I've picked up piece work. It's only $1/40 word article, but it's something. I made sure I could afford the condo on just child support and alimony, so every extra dollar I make is bonus. Hopefully this will get us through until I get more traditional employment. There are multiple openings at the local public library, and having a local address now should help with that.

And the last thing...
Anyone remember this post? Yeah, him. We discovered he felt he wasn't welcome in the family because of the lies and manipulation of my ex-husband. We also discovered that we still have the same chemistry we had 16 years ago. It's been a rather heady experience. He lives about an hour from my new place, so we're going to give this whole "committed relationship" thing a try and see what happens when we're not dealing with a sociopath intent on bringing us down.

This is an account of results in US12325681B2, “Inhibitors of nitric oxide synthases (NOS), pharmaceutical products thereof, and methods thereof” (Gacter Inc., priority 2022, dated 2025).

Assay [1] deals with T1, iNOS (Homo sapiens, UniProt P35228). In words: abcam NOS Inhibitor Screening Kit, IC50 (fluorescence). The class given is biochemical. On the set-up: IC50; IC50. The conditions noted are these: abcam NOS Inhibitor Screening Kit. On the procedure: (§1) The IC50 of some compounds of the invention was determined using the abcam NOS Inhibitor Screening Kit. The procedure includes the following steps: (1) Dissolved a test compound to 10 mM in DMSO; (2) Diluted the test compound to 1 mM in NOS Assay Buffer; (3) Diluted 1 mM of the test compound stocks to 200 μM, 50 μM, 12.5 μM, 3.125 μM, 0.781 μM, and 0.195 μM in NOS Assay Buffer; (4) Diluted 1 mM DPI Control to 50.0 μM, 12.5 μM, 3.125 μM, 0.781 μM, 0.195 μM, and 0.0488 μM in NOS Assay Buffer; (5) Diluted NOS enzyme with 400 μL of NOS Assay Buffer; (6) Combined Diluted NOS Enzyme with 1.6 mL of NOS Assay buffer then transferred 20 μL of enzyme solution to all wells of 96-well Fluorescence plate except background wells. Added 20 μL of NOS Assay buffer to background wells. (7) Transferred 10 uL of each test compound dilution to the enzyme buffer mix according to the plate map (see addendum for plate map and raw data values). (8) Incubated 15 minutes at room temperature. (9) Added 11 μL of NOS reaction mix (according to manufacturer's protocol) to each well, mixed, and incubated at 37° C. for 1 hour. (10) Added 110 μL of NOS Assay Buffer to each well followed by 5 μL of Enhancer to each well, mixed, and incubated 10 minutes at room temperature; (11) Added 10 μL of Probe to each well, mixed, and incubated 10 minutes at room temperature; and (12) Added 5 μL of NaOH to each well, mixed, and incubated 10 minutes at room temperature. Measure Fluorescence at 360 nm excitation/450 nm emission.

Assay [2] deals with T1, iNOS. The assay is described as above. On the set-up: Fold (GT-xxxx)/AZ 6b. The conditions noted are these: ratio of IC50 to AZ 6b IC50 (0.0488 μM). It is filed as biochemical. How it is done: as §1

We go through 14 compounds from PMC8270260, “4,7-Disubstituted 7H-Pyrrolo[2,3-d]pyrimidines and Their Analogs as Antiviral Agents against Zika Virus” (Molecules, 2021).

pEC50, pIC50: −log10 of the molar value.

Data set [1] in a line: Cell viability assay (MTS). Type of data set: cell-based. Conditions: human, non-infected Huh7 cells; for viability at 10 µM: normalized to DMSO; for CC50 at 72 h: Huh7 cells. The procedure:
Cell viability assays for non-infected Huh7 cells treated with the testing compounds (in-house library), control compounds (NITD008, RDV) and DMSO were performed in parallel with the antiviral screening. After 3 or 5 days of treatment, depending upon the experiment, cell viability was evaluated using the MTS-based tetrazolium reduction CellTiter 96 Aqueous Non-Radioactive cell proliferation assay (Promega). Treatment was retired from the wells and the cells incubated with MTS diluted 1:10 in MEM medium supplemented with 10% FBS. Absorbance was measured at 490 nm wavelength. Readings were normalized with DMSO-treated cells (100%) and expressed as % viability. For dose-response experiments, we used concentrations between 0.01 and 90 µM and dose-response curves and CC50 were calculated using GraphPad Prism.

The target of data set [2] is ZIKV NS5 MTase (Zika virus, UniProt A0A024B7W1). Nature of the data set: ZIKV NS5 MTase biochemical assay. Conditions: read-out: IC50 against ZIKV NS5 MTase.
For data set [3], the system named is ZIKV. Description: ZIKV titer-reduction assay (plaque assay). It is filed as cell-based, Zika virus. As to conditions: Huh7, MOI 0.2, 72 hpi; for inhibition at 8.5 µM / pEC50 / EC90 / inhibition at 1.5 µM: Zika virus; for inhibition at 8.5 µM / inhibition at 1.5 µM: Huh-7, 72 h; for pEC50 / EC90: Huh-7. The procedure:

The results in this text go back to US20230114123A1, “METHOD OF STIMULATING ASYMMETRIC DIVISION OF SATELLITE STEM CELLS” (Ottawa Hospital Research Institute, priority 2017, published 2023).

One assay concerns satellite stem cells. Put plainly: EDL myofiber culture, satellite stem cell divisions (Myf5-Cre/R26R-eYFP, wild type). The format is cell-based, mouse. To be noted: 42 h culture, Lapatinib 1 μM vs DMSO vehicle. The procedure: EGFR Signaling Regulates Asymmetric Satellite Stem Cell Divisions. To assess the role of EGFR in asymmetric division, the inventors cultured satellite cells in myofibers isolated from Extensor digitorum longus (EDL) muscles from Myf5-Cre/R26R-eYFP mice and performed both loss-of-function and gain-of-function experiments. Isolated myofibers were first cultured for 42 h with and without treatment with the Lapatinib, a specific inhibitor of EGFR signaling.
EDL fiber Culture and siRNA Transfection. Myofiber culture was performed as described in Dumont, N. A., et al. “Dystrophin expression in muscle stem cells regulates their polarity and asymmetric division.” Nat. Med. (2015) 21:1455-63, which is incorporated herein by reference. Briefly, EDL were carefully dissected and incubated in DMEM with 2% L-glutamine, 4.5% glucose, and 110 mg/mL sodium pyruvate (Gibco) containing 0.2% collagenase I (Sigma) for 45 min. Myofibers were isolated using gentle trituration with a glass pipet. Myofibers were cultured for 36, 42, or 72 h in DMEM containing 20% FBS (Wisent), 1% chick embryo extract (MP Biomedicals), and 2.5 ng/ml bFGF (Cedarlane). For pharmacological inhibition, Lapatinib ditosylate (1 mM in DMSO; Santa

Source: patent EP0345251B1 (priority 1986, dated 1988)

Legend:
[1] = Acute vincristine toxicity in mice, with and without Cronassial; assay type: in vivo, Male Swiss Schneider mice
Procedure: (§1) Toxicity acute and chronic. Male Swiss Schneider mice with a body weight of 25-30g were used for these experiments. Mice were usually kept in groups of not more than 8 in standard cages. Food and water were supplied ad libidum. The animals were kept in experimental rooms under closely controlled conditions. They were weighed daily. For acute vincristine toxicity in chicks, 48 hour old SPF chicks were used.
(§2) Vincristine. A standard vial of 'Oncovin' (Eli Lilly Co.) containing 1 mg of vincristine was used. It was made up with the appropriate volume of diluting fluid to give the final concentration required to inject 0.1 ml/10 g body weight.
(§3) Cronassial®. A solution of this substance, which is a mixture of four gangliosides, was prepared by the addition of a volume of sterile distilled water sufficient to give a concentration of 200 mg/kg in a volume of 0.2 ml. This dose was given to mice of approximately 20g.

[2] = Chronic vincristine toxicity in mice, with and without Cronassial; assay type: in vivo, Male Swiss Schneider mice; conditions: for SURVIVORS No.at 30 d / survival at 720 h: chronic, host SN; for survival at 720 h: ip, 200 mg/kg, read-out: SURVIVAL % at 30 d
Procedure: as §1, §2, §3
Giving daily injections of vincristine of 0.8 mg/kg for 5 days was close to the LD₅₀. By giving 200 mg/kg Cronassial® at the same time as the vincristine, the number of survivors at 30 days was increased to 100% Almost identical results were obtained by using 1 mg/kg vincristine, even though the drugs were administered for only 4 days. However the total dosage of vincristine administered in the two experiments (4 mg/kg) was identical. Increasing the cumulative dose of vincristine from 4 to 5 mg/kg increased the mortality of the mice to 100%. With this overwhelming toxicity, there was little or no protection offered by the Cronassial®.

A couple of my psychic friends have been very positive on all this. One keeps talking about cycles completing after a long delay. I'm taking that as a good omen.

He loves me. I love him. We're both experienced enough to know there's a hell of a lot of work involved.

And I'm sure there's someone reading this who's disappointed I didn't go all hot, heavy and dirty with this topic. Honestly, I thought keeping up with sudden change was more important. And to you I say Get your mind out of the gutter. You're blocking the light for us sewer dwellers!

ETA: if anyone feels like helping defray moving costs, please let me know and I'll send you my PayPal info. 3 moving trucks in 45 days is more than my meager finances can handle. Thank you!
deza: (Secret master librarians)
So for about three weeks now I've been effectively homeless.

I was offered a contract librarian position out of state. I gave up my job, gave up my rental house and moved. There was a promise of reimbursement on the table, so I made sure to keep all the receipts and stay within that budget. My brother was kind enough to let me stay with him while I got settled.

The job offer was rescinded without explanation the day after I was scheduled to start.